Tuesday, July 31, 2012

Free Syria’s Nascent Navy


Whilst the world’s eyes focus on the fighting in Aleppo, the questionable security of Syria’s large WMD inventory, and Assad’s staying power, a group of rebels have formed a maritime force* to oppose the regime at sea. Like the Free Syrian Army writ large, the exact composition of the FSN is sketchy, but appears to be a combination of defected naval personnel and interested rebels with boats. Of note, last August, a Syrian Naval Colonel defected publically. Besides a social media campaign, the FSN appears to be developing several lines of operation:

Logistics support: FSN is urging participants to catch fish which will be used to supply hungry FSA fighters. Likely other missions will include coastal smuggling of weapons and fighters for the FSA.  This sort of maritime facilitation occured during Libya's revolution last year and is a key component of practically every insurgent movement in coastal areas.

Maritime Interdiction: The FSN wants to equip fishing and other small craft with armor plating and heavy weapons to take on Syrian patrol boats and stop incoming weapons shipments.  Boldly, the FSA has established some naval infantry composed of Syrian navy defectors, with intentions to threaten Russia's Naval presence at Tartus. "Many of our men used to work in the port of Tartous and they know it well," said Captain Walid, a former officer in the Syrian Navy."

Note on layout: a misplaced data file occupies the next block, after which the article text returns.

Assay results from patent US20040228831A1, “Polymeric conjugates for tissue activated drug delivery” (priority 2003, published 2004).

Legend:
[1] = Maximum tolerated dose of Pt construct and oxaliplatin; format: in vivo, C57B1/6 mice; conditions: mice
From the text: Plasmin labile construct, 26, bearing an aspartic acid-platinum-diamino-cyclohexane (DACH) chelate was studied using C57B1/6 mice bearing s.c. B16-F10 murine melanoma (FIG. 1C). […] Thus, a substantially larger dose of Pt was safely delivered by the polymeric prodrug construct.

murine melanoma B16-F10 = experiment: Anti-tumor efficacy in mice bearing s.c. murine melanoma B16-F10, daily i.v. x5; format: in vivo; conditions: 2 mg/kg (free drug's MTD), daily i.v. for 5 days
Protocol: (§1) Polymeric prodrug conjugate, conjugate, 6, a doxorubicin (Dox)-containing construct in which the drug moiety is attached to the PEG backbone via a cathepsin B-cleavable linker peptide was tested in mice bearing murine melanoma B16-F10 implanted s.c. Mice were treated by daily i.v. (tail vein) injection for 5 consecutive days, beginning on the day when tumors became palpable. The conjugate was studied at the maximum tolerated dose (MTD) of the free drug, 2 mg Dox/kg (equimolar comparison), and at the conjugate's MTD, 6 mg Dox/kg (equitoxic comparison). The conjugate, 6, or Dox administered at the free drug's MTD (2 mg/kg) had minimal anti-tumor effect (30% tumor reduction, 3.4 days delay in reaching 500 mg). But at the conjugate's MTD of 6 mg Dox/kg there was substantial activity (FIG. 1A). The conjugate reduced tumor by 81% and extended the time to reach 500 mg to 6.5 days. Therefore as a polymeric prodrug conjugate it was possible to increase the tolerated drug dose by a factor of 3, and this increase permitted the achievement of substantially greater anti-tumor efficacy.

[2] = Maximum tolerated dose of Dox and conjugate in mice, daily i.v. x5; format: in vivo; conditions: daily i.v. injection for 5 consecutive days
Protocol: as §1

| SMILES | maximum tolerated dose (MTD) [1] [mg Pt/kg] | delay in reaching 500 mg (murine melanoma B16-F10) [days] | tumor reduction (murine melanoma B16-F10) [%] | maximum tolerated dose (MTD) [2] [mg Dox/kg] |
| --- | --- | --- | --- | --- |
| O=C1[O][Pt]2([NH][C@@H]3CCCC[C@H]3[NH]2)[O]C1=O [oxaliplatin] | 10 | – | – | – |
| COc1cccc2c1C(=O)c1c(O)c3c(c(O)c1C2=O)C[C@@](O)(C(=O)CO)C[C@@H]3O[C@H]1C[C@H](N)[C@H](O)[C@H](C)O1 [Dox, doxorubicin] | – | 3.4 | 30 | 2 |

Amphibious Operations: The FSN wants a fleet to support a “unified strike on Latakia to drive regime troops away from Aleppo.” Last August Assad's navy indiscriminately shelled Latakia, killing dozens.  Also interestingly, on 7 October, 1973, the seas off Latakia were the site of the world's first surface-to-surface naval missile exchanges during the Yom Kippur War.

As a point of reference, Syria’s naval order of battle is comprised of older Soviet-era fast attack and patrol craft, minesweepers, and some more modern ASCM’s, based at Latakia, Minat al-Baida, and Tartus.  In a possible attempt towards deterring against NATO intervention, earlier in July Assad's Navy publicized naval and coastal defense exercises (or at least some stock video of their weapons launches).
For those interested in irregular warfare at sea, the FSN should be an interesting case study. Stay tuned.

*Note, I have no idea if the linked blog is actually representative of the FSN, or made up from some guy wanting to fill out his paypal account, so would-be donors, beware.

The opinions and views expressed in this post are those of the author alone and are presented in his personal capacity. They do not necessarily represent the views of U.S. Department of Defense, the US Navy, or any other agency.

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